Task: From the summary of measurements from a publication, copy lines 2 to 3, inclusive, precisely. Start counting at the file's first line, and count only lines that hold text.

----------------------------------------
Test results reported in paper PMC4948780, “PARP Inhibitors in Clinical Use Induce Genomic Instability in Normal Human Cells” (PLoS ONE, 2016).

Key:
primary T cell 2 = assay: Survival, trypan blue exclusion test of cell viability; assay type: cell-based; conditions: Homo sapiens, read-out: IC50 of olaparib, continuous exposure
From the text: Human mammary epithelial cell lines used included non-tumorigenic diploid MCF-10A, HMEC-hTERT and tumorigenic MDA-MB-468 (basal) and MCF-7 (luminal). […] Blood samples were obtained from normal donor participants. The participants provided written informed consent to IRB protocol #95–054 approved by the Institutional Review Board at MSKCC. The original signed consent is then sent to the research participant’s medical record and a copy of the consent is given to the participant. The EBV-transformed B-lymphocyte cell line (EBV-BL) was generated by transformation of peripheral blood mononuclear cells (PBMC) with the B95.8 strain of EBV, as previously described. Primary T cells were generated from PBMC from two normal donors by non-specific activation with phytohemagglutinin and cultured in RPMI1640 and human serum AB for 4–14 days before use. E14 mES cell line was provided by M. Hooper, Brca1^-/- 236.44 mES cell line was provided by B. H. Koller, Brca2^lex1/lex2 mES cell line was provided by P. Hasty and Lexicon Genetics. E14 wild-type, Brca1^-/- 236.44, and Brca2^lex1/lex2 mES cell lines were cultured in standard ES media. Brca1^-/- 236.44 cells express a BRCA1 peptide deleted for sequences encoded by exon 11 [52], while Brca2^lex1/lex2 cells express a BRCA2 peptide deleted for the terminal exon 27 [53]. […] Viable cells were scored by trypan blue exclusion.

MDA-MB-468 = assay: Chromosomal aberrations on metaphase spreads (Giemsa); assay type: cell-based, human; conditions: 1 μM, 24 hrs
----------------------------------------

Key:
primary T cell 2 = assay: Survival, trypan blue exclusion test of cell viability; assay type: cell-based; conditions: Homo sapiens, read-out: IC50 of olaparib, continuous exposure